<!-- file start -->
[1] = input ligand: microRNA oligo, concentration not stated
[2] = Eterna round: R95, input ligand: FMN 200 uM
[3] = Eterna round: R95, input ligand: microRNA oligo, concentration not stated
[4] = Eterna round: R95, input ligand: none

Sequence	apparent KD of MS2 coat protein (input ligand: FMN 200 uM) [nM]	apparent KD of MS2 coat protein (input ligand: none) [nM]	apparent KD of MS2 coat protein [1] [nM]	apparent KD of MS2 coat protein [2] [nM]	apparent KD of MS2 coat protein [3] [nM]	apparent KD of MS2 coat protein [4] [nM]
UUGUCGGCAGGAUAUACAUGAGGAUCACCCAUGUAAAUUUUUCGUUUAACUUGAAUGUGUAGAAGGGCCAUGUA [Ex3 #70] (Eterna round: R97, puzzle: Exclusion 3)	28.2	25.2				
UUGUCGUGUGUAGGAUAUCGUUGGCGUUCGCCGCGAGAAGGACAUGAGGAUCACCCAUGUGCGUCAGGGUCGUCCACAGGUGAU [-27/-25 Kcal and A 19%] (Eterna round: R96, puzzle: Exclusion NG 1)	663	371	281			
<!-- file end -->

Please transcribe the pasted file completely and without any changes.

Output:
[1] = input ligand: microRNA oligo, concentration not stated
[2] = Eterna round: R95, input ligand: FMN 200 uM
[3] = Eterna round: R95, input ligand: microRNA oligo, concentration not stated
[4] = Eterna round: R95, input ligand: none

Sequence	apparent KD of MS2 coat protein (input ligand: FMN 200 uM) [nM]	apparent KD of MS2 coat protein (input ligand: none) [nM]	apparent KD of MS2 coat protein [1] [nM]	apparent KD of MS2 coat protein [2] [nM]	apparent KD of MS2 coat protein [3] [nM]	apparent KD of MS2 coat protein [4] [nM]
UUGUCGGCAGGAUAUACAUGAGGAUCACCCAUGUAAAUUUUUCGUUUAACUUGAAUGUGUAGAAGGGCCAUGUA [Ex3 #70] (Eterna round: R97, puzzle: Exclusion 3)	28.2	25.2				
UUGUCGUGUGUAGGAUAUCGUUGGCGUUCGCCGCGAGAAGGACAUGAGGAUCACCCAUGUGCGUCAGGGUCGUCCACAGGUGAU [-27/-25 Kcal and A 19%] (Eterna round: R96, puzzle: Exclusion NG 1)	663	371	281			